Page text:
Cheap Baby Goat Shelter
Here on the farm at packgoats.com, we know raising baby goats for the first time on your farm, homestead, or backyard, a goat shelter is a necessity. Especially a cheap easy goat shelter. Even though goats are equipped to live outdoors. They still need protection from rain, snow, wind, and extreme temperatures. This article helps you decide which cheap baby goat shelter fits your needs. Check out how to set up a goat shelter for a more in-depth setup. Be sure to subscribe to our newsletter for more helpful tips and resources on everything goat.
Simple Baby Goat Shelter
A simple baby goat shelter is the best and a smart way to reduce the time and money to purchase other things on the homestead. New goat owners make the mistake of thinking their baby goat shelter needs to be extravagant and expensive. That is not true. In fact, having simple and less expensive shelters turn out to actually be the best shelters for your goats. These containers are handy, cut out a hole put in a heat lamp. Cut the roof off but keep it under to keep the ground dry so no urine or rain gets inside and cause sickness.
3 Sided Roofed Shelter for Baby Goats
When preparing a shelter for baby goats a 3 sided, the roofed shelter works well for a birthing doe. Should you relocate your does in the future, the 3 sided, the roofed shelter will accommodate your kids as they grow.
Grass/straw bedding, access to feed, mineral & water, and a heat lamp for the colder season are necessary. The heat lamp will warm the kids as they are born. We recommend a plastic basket heat lamp that reduces the chances of the light bulb is broken and causing any damage. The heat lamp should remain with the kid’s shelter until temperatures are appropriate to remove the lamp.
Adapt to Temperature Change
When the temperatures change goats are great at tolerating the heat and cold, but if the weather in your area gets below freezing, provide a shelter for them to go into to keep warm. When it gets above 90 degrees, then provide shade and cool fresh clean water. In Winter, provide a deep bedding method to create warmth. Do Not use heaters in the goat shelter; many people have lost their goats and barns to heater fires.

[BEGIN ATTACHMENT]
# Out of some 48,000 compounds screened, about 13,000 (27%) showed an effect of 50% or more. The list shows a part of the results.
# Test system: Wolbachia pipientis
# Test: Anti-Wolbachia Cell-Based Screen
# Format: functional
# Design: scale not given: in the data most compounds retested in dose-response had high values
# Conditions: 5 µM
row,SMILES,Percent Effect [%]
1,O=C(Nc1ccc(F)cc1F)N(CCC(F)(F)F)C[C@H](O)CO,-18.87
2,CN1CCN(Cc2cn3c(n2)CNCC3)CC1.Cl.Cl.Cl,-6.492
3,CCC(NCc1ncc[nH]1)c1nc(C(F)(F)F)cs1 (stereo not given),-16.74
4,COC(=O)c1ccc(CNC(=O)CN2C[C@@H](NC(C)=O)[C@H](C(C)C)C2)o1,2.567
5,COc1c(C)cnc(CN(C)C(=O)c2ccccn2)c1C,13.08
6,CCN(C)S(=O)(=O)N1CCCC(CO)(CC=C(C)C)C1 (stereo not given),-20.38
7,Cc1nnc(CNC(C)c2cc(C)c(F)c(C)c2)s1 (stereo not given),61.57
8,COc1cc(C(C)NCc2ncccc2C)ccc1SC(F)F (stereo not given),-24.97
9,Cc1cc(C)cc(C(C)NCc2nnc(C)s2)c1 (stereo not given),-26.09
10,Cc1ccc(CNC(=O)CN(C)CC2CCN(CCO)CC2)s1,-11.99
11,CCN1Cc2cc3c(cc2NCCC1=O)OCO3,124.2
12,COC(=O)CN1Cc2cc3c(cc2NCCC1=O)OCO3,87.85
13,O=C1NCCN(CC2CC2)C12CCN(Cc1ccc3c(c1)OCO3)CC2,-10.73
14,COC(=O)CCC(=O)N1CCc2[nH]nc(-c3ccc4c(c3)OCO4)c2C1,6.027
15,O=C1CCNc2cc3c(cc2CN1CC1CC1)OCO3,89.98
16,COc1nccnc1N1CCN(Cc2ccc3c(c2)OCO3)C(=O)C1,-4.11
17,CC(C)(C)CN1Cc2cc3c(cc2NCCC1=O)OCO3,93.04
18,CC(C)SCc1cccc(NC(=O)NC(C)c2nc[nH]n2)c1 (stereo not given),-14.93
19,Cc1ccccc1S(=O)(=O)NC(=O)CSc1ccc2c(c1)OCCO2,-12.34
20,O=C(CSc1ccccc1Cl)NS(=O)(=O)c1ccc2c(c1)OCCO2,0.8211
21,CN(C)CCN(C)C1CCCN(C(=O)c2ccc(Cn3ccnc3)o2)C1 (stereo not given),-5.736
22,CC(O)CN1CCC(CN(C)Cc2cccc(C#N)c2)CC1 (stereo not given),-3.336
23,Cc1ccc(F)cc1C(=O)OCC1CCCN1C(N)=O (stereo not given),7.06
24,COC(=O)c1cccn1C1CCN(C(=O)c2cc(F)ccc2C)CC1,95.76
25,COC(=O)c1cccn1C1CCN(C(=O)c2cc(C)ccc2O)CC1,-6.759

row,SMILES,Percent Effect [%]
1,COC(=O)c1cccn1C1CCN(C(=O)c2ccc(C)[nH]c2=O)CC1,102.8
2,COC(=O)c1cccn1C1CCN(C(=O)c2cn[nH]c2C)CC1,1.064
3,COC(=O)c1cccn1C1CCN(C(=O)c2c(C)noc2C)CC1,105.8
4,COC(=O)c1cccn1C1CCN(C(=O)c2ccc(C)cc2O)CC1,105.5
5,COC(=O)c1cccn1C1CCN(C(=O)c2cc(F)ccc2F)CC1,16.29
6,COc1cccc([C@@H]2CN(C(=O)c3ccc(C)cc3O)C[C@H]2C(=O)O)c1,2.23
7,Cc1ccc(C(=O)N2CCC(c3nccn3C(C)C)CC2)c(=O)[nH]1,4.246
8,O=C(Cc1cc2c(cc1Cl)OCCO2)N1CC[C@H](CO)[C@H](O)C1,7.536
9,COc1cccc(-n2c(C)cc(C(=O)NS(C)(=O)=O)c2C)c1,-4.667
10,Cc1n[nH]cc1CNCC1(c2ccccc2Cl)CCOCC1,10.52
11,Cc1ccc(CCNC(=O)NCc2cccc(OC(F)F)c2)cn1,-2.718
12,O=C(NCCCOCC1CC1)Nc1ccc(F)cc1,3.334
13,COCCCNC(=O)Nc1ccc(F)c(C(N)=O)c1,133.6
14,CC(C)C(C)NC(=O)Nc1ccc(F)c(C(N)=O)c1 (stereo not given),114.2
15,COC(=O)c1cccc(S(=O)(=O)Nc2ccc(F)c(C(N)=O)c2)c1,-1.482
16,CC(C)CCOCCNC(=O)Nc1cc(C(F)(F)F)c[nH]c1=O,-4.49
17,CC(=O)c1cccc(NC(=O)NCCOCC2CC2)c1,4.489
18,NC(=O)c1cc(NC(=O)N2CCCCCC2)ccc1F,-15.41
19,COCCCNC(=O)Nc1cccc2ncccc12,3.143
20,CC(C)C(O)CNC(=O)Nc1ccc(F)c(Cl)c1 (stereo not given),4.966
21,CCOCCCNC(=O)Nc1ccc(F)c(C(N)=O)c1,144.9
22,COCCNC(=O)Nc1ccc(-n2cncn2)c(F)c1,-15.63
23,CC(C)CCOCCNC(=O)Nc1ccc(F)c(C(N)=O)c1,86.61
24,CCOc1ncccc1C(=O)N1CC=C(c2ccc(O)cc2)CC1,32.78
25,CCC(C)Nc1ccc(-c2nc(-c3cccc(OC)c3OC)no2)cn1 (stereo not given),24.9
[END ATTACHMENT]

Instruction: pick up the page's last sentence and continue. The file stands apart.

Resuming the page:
It is important to clean the shelter once a week (at a minimum) for the health of the kids as they grow. Removal of the grass/straw bedding is necessary as it collects urine and feces which can breed bacteria. During the third week, we add Stall Fresh (a deodorizer) and cedar shavings to reduce odor and improve urine uptake underneath the grass/straw bedding.
Be Ready and Prepared
Make sure your property is ready for your goats and learn how to set up a shelter system. Get the How to raise a baby goat course or the Pack Goat 101 course and be successful in growing happy healthy goats.
Be sure to check out packgoats.com our mission is to become a leading resource on all things for owning your goats. In addition, help you feel confident about the information and be successful in caring for your goats.
Check out these helpful Youtube videos to help make the most convenient and comprehensive care solutions for any goat owner.